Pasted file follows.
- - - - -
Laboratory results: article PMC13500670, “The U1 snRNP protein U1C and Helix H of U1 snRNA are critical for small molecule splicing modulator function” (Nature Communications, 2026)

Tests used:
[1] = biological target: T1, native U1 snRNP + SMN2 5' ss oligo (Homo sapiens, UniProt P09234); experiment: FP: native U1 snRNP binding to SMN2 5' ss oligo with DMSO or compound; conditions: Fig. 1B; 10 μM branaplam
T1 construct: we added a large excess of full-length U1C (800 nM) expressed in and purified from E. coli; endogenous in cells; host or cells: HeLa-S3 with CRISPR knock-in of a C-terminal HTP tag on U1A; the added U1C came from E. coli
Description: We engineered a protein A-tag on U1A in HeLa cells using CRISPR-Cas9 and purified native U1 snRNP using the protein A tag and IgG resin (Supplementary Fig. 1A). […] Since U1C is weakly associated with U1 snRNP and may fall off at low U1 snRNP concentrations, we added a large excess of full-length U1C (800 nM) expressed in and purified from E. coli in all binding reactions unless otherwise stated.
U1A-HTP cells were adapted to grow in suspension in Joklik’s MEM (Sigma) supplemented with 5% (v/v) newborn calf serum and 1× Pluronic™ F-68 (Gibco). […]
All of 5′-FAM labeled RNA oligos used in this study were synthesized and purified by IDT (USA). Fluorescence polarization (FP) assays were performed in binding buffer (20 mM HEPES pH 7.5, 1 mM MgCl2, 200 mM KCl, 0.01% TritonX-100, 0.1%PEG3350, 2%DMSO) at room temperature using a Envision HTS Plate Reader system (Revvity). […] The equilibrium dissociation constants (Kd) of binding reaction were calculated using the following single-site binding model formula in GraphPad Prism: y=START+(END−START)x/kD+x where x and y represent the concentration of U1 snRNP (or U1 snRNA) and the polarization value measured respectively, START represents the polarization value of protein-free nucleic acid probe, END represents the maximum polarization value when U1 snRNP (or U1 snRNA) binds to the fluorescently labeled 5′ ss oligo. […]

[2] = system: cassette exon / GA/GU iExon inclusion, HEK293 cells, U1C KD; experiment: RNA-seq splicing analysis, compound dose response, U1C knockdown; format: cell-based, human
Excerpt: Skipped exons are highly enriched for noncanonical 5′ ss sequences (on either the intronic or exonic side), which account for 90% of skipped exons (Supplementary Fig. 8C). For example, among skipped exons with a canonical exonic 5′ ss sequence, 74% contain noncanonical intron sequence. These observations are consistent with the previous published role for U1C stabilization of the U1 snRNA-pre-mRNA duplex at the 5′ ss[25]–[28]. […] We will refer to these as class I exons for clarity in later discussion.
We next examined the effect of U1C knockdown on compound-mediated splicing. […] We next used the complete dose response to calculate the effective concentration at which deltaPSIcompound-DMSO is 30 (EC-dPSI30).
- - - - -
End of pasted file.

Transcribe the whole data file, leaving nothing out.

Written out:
Laboratory results: article PMC13500670, “The U1 snRNP protein U1C and Helix H of U1 snRNA are critical for small molecule splicing modulator function” (Nature Communications, 2026)

Tests used:
[1] = biological target: T1, native U1 snRNP + SMN2 5' ss oligo (Homo sapiens, UniProt P09234); experiment: FP: native U1 snRNP binding to SMN2 5' ss oligo with DMSO or compound; conditions: Fig. 1B; 10 μM branaplam
T1 construct: we added a large excess of full-length U1C (800 nM) expressed in and purified from E. coli; endogenous in cells; host or cells: HeLa-S3 with CRISPR knock-in of a C-terminal HTP tag on U1A; the added U1C came from E. coli
Description: We engineered a protein A-tag on U1A in HeLa cells using CRISPR-Cas9 and purified native U1 snRNP using the protein A tag and IgG resin (Supplementary Fig. 1A). […] Since U1C is weakly associated with U1 snRNP and may fall off at low U1 snRNP concentrations, we added a large excess of full-length U1C (800 nM) expressed in and purified from E. coli in all binding reactions unless otherwise stated.
U1A-HTP cells were adapted to grow in suspension in Joklik’s MEM (Sigma) supplemented with 5% (v/v) newborn calf serum and 1× Pluronic™ F-68 (Gibco). […]
All of 5′-FAM labeled RNA oligos used in this study were synthesized and purified by IDT (USA). Fluorescence polarization (FP) assays were performed in binding buffer (20 mM HEPES pH 7.5, 1 mM MgCl2, 200 mM KCl, 0.01% TritonX-100, 0.1%PEG3350, 2%DMSO) at room temperature using a Envision HTS Plate Reader system (Revvity). […] The equilibrium dissociation constants (Kd) of binding reaction were calculated using the following single-site binding model formula in GraphPad Prism: y=START+(END−START)x/kD+x where x and y represent the concentration of U1 snRNP (or U1 snRNA) and the polarization value measured respectively, START represents the polarization value of protein-free nucleic acid probe, END represents the maximum polarization value when U1 snRNP (or U1 snRNA) binds to the fluorescently labeled 5′ ss oligo. […]

[2] = system: cassette exon / GA/GU iExon inclusion, HEK293 cells, U1C KD; experiment: RNA-seq splicing analysis, compound dose response, U1C knockdown; format: cell-based, human
Excerpt: Skipped exons are highly enriched for noncanonical 5′ ss sequences (on either the intronic or exonic side), which account for 90% of skipped exons (Supplementary Fig. 8C). For example, among skipped exons with a canonical exonic 5′ ss sequence, 74% contain noncanonical intron sequence. These observations are consistent with the previous published role for U1C stabilization of the U1 snRNA-pre-mRNA duplex at the 5′ ss[25]–[28]. […] We will refer to these as class I exons for clarity in later discussion.
We next examined the effect of U1C knockdown on compound-mediated splicing. […] We next used the complete dose response to calculate the effective concentration at which deltaPSIcompound-DMSO is 30 (EC-dPSI30).